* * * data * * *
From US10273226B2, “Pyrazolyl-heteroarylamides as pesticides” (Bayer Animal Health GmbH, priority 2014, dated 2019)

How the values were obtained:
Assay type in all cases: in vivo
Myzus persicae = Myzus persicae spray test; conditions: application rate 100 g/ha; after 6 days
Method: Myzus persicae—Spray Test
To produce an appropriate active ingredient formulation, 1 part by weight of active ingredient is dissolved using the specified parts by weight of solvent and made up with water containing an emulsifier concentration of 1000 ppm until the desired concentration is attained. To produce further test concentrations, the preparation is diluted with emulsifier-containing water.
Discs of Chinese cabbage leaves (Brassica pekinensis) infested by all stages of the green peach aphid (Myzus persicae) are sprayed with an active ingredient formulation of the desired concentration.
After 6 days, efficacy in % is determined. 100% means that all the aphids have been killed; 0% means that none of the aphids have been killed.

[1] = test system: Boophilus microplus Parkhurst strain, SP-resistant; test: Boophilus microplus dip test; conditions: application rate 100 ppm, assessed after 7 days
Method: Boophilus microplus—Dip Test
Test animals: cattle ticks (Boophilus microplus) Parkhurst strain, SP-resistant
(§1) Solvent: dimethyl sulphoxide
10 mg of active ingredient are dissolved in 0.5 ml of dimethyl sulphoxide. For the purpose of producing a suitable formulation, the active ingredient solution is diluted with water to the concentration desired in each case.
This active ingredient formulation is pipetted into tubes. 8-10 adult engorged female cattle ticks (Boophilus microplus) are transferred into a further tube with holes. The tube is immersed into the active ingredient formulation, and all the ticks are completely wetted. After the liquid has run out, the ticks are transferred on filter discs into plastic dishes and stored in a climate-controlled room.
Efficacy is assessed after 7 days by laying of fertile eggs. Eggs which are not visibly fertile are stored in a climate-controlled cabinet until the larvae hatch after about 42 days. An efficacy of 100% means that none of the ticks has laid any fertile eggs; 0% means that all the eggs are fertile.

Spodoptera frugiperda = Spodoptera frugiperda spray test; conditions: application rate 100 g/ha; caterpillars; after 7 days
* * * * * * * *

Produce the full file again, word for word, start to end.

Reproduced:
From US10273226B2, “Pyrazolyl-heteroarylamides as pesticides” (Bayer Animal Health GmbH, priority 2014, dated 2019)

How the values were obtained:
Assay type in all cases: in vivo
Myzus persicae = Myzus persicae spray test; conditions: application rate 100 g/ha; after 6 days
Method: Myzus persicae—Spray Test
To produce an appropriate active ingredient formulation, 1 part by weight of active ingredient is dissolved using the specified parts by weight of solvent and made up with water containing an emulsifier concentration of 1000 ppm until the desired concentration is attained. To produce further test concentrations, the preparation is diluted with emulsifier-containing water.
Discs of Chinese cabbage leaves (Brassica pekinensis) infested by all stages of the green peach aphid (Myzus persicae) are sprayed with an active ingredient formulation of the desired concentration.
After 6 days, efficacy in % is determined. 100% means that all the aphids have been killed; 0% means that none of the aphids have been killed.

[1] = test system: Boophilus microplus Parkhurst strain, SP-resistant; test: Boophilus microplus dip test; conditions: application rate 100 ppm, assessed after 7 days
Method: Boophilus microplus—Dip Test
Test animals: cattle ticks (Boophilus microplus) Parkhurst strain, SP-resistant
(§1) Solvent: dimethyl sulphoxide
10 mg of active ingredient are dissolved in 0.5 ml of dimethyl sulphoxide. For the purpose of producing a suitable formulation, the active ingredient solution is diluted with water to the concentration desired in each case.
This active ingredient formulation is pipetted into tubes. 8-10 adult engorged female cattle ticks (Boophilus microplus) are transferred into a further tube with holes. The tube is immersed into the active ingredient formulation, and all the ticks are completely wetted. After the liquid has run out, the ticks are transferred on filter discs into plastic dishes and stored in a climate-controlled room.
Efficacy is assessed after 7 days by laying of fertile eggs. Eggs which are not visibly fertile are stored in a climate-controlled cabinet until the larvae hatch after about 42 days. An efficacy of 100% means that none of the ticks has laid any fertile eggs; 0% means that all the eggs are fertile.

Spodoptera frugiperda = Spodoptera frugiperda spray test; conditions: application rate 100 g/ha; caterpillars; after 7 days